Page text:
Arkansas Legislature

The latest news about the Arkansas Legislature.

Arkansas's General Assembly has given initial approval to healthcare changes not possible under President Obama. 

The modifications would move about 60,000 out of the subsidized Medicaid expansion that took place after the Patient Protection and Affordable Care Act (Obamacare) and under the guidance of Democratic Gov. Mike Beebe. These recipients would become customers in the regular exchange. The changes also include new Medicaid work requirements.  

A final vote is expected Wednesday morning.

The Arkansas House of Representatives chamber.
arkansashouse.org

Arkansas lawmakers have given initial approval to moving 60,000 people off the state's hybrid Medicaid expansion program and to impose a work requirement on its participants.

The House on Tuesday voted 71-23 for the new restrictions by a 71-23, while the Senate approved an identical measure by a 23-9 vote.

Final votes on the bills are expected in both chambers on Wednesday.

Gov. Asa Hutchinson earlier this year proposed the restrictions, which must also be approved by the federal government.

Governor Asa Hutchinson
arkansashouse.org

An Arkansas House committee has advanced Gov. Asa Hutchinson's proposal to make changes to the state's hybrid Medicaid expansion program.

Hutchinson called for a special legislative session for lawmakers to address Medicaid and other issues, including shoring up the state's long-term reserve fund.

More than 300,000 people are covered by Arkansas Works, the program that uses Medicaid money to buy private insurance for low-income residents. Hutchinson wants to move 60,000 people off the program, and put in place a work requirement for eligibility.

Arkansas Capitol
Michael Hibblen / KUAR News

State lawmakers are returning to Little Rock to adjourn their regular legislative session and begin a special session that's mainly focused on changes to the state's hybrid Medicaid expansion.

Gov. Asa Hutchinson plans to address lawmakers at 2 p.m. Monday, shortly after they begin the special session that is expected to wrap up this week.

The Arkansas House of Representatives chamber.
arkansashouse.org

For the first time in the history of polling from Talk Business & Politics and Hendrix College, the Arkansas Legislature received a failing grade from state voters.

The latest survey of 550 Arkansas voters conducted on April 4, 2017, shows that more voters disapproved of the GOP-controlled legislature’s performance by a 12 percentage point margin. Voters were asked:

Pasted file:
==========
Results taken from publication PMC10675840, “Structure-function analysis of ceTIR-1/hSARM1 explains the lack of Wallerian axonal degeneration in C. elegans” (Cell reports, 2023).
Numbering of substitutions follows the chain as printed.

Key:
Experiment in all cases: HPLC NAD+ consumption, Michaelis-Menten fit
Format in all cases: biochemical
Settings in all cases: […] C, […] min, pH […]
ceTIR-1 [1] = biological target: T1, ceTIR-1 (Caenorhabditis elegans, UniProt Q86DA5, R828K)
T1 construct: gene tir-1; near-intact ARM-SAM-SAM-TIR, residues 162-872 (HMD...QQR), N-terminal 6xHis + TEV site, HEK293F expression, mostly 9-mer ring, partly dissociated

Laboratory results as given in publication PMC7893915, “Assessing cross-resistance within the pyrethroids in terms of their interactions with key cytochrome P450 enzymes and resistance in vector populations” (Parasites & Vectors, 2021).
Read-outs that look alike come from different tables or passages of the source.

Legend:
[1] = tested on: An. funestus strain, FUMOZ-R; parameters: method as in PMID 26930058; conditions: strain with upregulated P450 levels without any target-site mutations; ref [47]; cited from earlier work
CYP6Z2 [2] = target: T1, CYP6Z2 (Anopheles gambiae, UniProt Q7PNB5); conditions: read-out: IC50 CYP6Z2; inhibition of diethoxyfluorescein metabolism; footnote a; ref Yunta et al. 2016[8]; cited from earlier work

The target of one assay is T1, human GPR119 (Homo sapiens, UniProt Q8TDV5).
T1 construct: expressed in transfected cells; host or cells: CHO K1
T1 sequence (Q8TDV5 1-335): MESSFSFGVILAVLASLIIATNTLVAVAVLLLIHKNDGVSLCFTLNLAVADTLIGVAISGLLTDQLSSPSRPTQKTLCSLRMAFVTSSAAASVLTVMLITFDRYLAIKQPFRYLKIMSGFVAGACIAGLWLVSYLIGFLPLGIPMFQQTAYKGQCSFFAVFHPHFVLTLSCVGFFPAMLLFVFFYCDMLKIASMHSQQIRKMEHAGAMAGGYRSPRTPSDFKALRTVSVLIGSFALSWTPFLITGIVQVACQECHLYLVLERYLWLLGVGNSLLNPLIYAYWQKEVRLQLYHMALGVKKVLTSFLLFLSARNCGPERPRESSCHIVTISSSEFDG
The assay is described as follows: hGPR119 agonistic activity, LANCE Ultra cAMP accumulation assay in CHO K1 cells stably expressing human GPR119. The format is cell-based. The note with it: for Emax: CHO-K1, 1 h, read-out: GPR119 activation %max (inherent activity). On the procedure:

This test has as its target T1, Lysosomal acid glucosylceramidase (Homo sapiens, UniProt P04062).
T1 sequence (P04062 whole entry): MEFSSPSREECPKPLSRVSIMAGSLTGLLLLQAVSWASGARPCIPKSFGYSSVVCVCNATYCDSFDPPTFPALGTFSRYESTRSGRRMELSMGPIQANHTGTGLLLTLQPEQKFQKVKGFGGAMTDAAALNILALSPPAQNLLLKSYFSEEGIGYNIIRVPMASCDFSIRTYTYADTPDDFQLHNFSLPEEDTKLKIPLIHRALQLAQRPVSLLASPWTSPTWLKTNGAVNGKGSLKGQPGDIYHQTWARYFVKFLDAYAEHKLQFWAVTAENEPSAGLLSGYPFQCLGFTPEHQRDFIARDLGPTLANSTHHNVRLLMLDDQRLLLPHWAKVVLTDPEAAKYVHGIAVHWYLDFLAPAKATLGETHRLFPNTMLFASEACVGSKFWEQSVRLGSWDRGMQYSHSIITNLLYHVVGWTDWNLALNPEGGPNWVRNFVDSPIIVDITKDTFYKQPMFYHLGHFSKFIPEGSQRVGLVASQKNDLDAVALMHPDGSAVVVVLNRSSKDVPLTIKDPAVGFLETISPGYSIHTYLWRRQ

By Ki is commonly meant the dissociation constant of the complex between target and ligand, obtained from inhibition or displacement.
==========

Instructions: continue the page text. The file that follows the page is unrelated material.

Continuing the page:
Q: Do you approve or disapprove of the job the Arkansas Legislature did during its recently completed session?

32% Approve 
44% Disapprove 
24% Don’t Know

Arkansas Gov. Asa Hutchinson has vetoed a bill that appropriated $850,000 for school districts to pay for panic button alert systems.

Panic button systems are used during emergencies, such as an active shooter situation.

Hutchinson announced his veto Friday, saying it should be up to local school districts to decide whether to pay for the alert systems.

The governor's letter noted that the panic button system was originally presented to lawmakers as a pilot project that school districts would eventually fund.

Protesters in the Street
Chris Hickey / KUAR News

Arkansas Gov. Asa Hutchinson has vetoed a bill that would have criminalized mass picketing, saying it would restrict free speech.

Hutchinson vetoed the bill on Thursday. It had been passed by both chambers of the Arkansas Legislature.

The measure, sponsored by Republican Sen. Trent Garner, defines mass picketing as people assembling for demonstrations at or near a business, school or private facility.

Arkansas legislators have wrapped up the bulk of their work for the 2017 regular session. They'll come back in early May to tie up loose ends, and it is expected that they'll also have a special session in May to deal with changes in the state Medicaid program.The Legislature on Monday approved a $5.5 billion budget for the state.

The proposed Revenue Stabilization Act, which sets spending priorities based on expected revenue, was approved in the Senate on a 23-0 vote Monday. The House later approved an identical version of the bill by an 87-5 vote.

Outside the Arkansas House chamber in the state Capitol building.
Jacob Kauffman / KUAR

A beleaguered bid in the Arkansas Legislature to collect sales taxes from online purchases from companies without a physical presence in the state narrowly failed in the House on Monday. Representative Dan Douglas, a Republican from Bentonville, said it didn’t make sense to collect a tax on his blue jeans at a local store but not when he bought them online.

“They’re the same brand of blue jeans, the same style, the same size, used on the same fat body for the same purpose and they didn’t collect sales tax,” said Douglas. “Now is that fair?”

The floor of the Arkansas Senate.
Arkansas.gov

The Arkansas Senate has given final legislative approval to a bill that allows for the prohibition of guns at collegiate sporting events, UAMS, the Arkansas State Hospital and public daycare facilities. The vote was 23-7. The bill was delivered to Gov. Asa Hutchinson, who has said he would sign it.

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